[image-1] Boeing is feeling the burn after the plane manufacturer fired six employees who supported a union effort back in May.
In a letter to Boeing CEO Dennis Muilenburg, Sens. Bernie Sanders of Vermont and Sherrod Brown of Ohio accused the company of mounting a “campaign of intimidation” against flight readiness technicians at the company’s North Charleston campus.
In May, technicians voted 104-65 in favor of joining the International Association of Machinists and Aerospace Workers (IAMAW). In the days leading up to the vote, Boeing mounted an aggressive “vote no” campaign that included a voter guide for workers to to oppose efforts to organize. Boeing is currently appealing its employees’ vote with the National Labor Relations Board.
[content-1] Now, Sens. Sanders and Brown are saying the company retaliated against workers who sought representation.
“It is alarming that instead of negotiating with the IAMAW, Boeing has instead pursued a campaign of intimidation against the flight readiness technicians,” the senators wrote.
“We understand that six of the technicians have been terminated at the plant. We understand further that all were involved in the successful effort of the flight readiness technicians to form a union and elect the IAMAW as their representative in collective bargaining.”
The union already represents more than 35,000 Boeing employees at 24 different locations, but the May vote was the first time the union’s efforts were successful at Boeing South Carolina in North Charleston.
“The facts will show that these dedicated and experienced Flight Line workers were unjustly terminated,” said Machinists Union International President Robert Martinez Jr. in a statement. “Now, six South Carolina families are in chaos just days before the holidays.”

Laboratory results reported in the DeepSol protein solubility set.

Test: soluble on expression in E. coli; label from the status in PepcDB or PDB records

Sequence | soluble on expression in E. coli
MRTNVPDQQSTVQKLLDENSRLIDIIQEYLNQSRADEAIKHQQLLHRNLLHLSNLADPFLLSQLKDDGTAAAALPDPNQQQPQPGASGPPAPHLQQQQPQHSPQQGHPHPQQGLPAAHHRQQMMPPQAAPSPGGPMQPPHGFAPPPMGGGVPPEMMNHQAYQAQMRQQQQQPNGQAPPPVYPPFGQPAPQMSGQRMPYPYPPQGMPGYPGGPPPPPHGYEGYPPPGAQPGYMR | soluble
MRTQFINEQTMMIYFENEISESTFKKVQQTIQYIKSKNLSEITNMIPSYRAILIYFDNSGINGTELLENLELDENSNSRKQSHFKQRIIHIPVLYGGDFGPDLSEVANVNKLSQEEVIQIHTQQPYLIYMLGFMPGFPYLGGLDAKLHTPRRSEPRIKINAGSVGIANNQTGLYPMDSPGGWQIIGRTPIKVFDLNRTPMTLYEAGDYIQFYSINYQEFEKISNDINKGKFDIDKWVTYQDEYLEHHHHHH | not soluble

The Machinists union has set up a GoFundMe page for the fired workers. So far, the campaign has raised over $31,000.
In a statement provided to CP on Friday, Boeing said there was no retaliation against anyone based on the union vote.
“Boeing follows a robust process to ensure termination decisions are fully evaluated and consistent with long-standing, visible and objective safety, compliance and conduct policies,” the company said. “In each of the cases that the IAM highlights, the individual was terminated for violating well-established, consistently applied policies without regard to union sentiment.”
The company also disputes the senators’ claims that only one other flight readiness technician has been fired since the plant opened.
South Carolina, a “right-to-work” state, has the lowest percentage of employees represented by unions in the entire country, according to data from the federal Bureau of Labor Statistics. Only 3.9 percent of workers are represented by unions, and only 2.6 percent of workers have direct membership to a union or employee association.